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Minimum Wages and Consumer Credit : Impacts on Access to Credit and Traditional and High-Cost Borrowing

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Abstract

Proponents of minimum wage legislation point to its potential to raise earnings and reduce poverty, while opponents argue that disemployment effects lead to net welfare losses. But these arguments typically ignore the possibility of spillover effects on other aspects of households' financial circumstances. This paper examines how state-level minimum wages affect the decisions of lenders and low-income borrowers. Using data derived from direct mailings of credit offers, survey-reported usage of high-cost alternative credit products, and debt recorded in credit reports, we find that higher minimum wages increase the supply of unsecured credit to lower-income adults, who in turn, use more traditional credit and less high-cost alternative credit like payday loans. Further, delinquency rates fall and credit scores rise in both the short run and one year later. Overall, our results suggest that minimum wage policy has positive spillover effects by relaxing borrowing constraints among lower-income households, thereby reducing borrowing costs. This reduction in borrowing costs can increase disposable income by 20-110 percent more than the direct effect on earnings alone.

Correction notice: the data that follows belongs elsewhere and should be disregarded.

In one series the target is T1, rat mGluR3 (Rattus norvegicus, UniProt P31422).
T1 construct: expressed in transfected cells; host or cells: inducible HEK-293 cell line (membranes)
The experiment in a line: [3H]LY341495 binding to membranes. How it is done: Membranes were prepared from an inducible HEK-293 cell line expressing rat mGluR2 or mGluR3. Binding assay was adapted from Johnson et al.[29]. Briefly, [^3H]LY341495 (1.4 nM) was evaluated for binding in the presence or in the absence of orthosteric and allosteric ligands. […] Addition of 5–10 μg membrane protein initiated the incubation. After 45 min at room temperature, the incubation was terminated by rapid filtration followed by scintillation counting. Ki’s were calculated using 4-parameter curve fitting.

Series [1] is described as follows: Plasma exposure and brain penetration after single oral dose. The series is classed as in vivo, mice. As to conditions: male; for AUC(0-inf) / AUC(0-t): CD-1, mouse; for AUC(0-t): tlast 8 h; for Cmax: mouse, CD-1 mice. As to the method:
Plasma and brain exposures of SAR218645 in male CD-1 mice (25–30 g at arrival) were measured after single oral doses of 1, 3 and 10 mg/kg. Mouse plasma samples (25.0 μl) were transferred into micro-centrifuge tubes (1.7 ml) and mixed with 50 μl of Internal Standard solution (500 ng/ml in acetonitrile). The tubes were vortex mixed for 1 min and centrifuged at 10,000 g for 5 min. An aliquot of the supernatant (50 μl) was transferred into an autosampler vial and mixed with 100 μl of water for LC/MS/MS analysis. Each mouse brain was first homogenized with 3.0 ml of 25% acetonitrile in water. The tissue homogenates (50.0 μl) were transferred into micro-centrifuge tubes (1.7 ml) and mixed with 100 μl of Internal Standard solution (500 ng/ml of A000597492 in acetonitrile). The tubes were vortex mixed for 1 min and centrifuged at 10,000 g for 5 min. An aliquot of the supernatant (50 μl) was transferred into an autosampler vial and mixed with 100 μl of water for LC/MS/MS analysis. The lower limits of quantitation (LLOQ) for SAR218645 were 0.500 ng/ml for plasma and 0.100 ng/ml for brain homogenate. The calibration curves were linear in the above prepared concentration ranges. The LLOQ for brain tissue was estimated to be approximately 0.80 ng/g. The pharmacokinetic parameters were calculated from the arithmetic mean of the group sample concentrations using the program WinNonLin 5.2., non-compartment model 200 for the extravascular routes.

Suggested Citation

  • Lisa J. Dettling & Joanne W. Hsu, 2017. "Minimum Wages and Consumer Credit : Impacts on Access to Credit and Traditional and High-Cost Borrowing," Finance and Economics Discussion Series 2017-010, Board of Governors of the Federal Reserve System (U.S.).
  • Handle: RePEc:fip:fedgfe:2017-10
    DOI: 10.17016/FEDS.2017.010r1
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    References listed on IDEAS

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    Cited by:

    1. Aaronson, Daniel & Agarwal, Sumit & Hotchkiss, Julie L. & Kelley, Taylor, 2019. "Job displacement and financial outcomes," Economics Letters, Elsevier, vol. 177(C), pages 18-21.
    2. Regmi, Krishna, 2020. "The effect of the minimum wage on children’s cognitive achievement," Labour Economics, Elsevier, vol. 65(C).

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    More about this item

    Keywords

    Consumer debt; Credit cards; Credit constraints; Credit limit; Credit supply; Delinquency; Minimum wages; Payday loans;

    JEL classification:

    • D12 - Microeconomics - - Household Behavior - - - Consumer Economics: Empirical Analysis
    • D14 - Microeconomics - - Household Behavior - - - Household Saving; Personal Finance
    • J38 - Labor and Demographic Economics - - Wages, Compensation, and Labor Costs - - - Public Policy

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